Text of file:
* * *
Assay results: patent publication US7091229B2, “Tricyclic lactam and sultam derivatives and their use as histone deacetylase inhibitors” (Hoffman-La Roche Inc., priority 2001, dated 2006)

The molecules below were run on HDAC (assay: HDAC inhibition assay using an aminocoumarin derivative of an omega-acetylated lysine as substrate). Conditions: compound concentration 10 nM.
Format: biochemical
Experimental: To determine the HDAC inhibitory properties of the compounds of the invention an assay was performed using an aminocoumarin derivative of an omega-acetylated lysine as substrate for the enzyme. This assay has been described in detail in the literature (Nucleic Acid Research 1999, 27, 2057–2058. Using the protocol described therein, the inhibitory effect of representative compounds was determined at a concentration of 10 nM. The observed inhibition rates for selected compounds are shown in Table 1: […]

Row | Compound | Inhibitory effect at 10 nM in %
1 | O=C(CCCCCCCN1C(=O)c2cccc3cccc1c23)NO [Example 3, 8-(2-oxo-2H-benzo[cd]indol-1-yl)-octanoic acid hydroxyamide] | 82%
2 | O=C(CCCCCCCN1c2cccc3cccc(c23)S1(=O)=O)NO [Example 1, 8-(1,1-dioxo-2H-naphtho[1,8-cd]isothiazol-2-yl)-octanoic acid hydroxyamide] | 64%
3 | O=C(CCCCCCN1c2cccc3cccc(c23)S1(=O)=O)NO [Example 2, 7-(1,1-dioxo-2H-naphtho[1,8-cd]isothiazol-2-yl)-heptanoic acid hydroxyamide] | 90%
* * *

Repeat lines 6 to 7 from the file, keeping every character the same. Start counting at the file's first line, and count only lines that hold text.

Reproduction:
1 | O=C(CCCCCCCN1C(=O)c2cccc3cccc1c23)NO [Example 3, 8-(2-oxo-2H-benzo[cd]indol-1-yl)-octanoic acid hydroxyamide] | 82%
2 | O=C(CCCCCCCN1c2cccc3cccc(c23)S1(=O)=O)NO [Example 1, 8-(1,1-dioxo-2H-naphtho[1,8-cd]isothiazol-2-yl)-octanoic acid hydroxyamide] | 64%